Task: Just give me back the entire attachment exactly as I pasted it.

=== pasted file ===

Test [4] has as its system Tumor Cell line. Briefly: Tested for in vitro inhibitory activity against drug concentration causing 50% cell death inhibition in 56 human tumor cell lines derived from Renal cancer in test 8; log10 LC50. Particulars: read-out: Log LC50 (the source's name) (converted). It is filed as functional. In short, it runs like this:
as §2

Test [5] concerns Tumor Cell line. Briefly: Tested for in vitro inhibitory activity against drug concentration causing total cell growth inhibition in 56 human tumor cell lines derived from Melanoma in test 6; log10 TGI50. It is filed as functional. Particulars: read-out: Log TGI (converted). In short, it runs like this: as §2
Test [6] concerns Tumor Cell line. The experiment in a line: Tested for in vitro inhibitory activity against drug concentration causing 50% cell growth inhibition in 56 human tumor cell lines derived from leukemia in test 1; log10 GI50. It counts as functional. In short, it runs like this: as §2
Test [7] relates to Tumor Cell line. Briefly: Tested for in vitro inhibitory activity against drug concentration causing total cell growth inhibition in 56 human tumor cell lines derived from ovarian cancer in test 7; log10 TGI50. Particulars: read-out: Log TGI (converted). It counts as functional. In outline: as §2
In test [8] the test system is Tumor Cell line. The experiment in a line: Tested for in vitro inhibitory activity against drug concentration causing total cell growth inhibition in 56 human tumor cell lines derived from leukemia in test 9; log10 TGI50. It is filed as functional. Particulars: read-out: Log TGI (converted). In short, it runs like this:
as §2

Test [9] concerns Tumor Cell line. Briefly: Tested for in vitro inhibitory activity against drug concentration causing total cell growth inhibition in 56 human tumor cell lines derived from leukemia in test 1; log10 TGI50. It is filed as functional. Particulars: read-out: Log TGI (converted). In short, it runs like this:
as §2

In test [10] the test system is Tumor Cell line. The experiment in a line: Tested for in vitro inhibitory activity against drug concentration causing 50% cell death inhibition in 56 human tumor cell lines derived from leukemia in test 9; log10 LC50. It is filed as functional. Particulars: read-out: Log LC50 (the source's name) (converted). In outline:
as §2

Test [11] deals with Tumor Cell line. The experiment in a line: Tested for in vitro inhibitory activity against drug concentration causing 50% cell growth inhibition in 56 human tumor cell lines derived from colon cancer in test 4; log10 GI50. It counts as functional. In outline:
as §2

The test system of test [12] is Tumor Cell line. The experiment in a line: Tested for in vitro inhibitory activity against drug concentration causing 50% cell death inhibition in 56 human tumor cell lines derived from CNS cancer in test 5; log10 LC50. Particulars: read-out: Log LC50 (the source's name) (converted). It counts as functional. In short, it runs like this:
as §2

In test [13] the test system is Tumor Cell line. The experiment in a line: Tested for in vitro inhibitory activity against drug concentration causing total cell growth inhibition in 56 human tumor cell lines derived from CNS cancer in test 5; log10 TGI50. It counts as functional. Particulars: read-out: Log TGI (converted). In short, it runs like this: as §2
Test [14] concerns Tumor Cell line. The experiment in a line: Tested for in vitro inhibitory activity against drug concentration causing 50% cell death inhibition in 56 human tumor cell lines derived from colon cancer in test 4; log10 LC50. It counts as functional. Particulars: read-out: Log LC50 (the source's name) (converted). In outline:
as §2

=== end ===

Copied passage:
Test [4] has as its system Tumor Cell line. Briefly: Tested for in vitro inhibitory activity against drug concentration causing 50% cell death inhibition in 56 human tumor cell lines derived from Renal cancer in test 8; log10 LC50. Particulars: read-out: Log LC50 (the source's name) (converted). It is filed as functional. In short, it runs like this:
as §2

Test [5] concerns Tumor Cell line. Briefly: Tested for in vitro inhibitory activity against drug concentration causing total cell growth inhibition in 56 human tumor cell lines derived from Melanoma in test 6; log10 TGI50. It is filed as functional. Particulars: read-out: Log TGI (converted). In short, it runs like this: as §2
Test [6] concerns Tumor Cell line. The experiment in a line: Tested for in vitro inhibitory activity against drug concentration causing 50% cell growth inhibition in 56 human tumor cell lines derived from leukemia in test 1; log10 GI50. It counts as functional. In short, it runs like this: as §2
Test [7] relates to Tumor Cell line. Briefly: Tested for in vitro inhibitory activity against drug concentration causing total cell growth inhibition in 56 human tumor cell lines derived from ovarian cancer in test 7; log10 TGI50. Particulars: read-out: Log TGI (converted). It counts as functional. In outline: as §2
In test [8] the test system is Tumor Cell line. The experiment in a line: Tested for in vitro inhibitory activity against drug concentration causing total cell growth inhibition in 56 human tumor cell lines derived from leukemia in test 9; log10 TGI50. It is filed as functional. Particulars: read-out: Log TGI (converted). In short, it runs like this:
as §2

Test [9] concerns Tumor Cell line. Briefly: Tested for in vitro inhibitory activity against drug concentration causing total cell growth inhibition in 56 human tumor cell lines derived from leukemia in test 1; log10 TGI50. It is filed as functional. Particulars: read-out: Log TGI (converted). In short, it runs like this:
as §2

In test [10] the test system is Tumor Cell line. The experiment in a line: Tested for in vitro inhibitory activity against drug concentration causing 50% cell death inhibition in 56 human tumor cell lines derived from leukemia in test 9; log10 LC50. It is filed as functional. Particulars: read-out: Log LC50 (the source's name) (converted). In outline:
as §2

Test [11] deals with Tumor Cell line. The experiment in a line: Tested for in vitro inhibitory activity against drug concentration causing 50% cell growth inhibition in 56 human tumor cell lines derived from colon cancer in test 4; log10 GI50. It counts as functional. In outline:
as §2

The test system of test [12] is Tumor Cell line. The experiment in a line: Tested for in vitro inhibitory activity against drug concentration causing 50% cell death inhibition in 56 human tumor cell lines derived from CNS cancer in test 5; log10 LC50. Particulars: read-out: Log LC50 (the source's name) (converted). It counts as functional. In short, it runs like this:
as §2

In test [13] the test system is Tumor Cell line. The experiment in a line: Tested for in vitro inhibitory activity against drug concentration causing total cell growth inhibition in 56 human tumor cell lines derived from CNS cancer in test 5; log10 TGI50. It counts as functional. Particulars: read-out: Log TGI (converted). In short, it runs like this: as §2
Test [14] concerns Tumor Cell line. The experiment in a line: Tested for in vitro inhibitory activity against drug concentration causing 50% cell death inhibition in 56 human tumor cell lines derived from colon cancer in test 4; log10 LC50. It counts as functional. Particulars: read-out: Log LC50 (the source's name) (converted). In outline:
as §2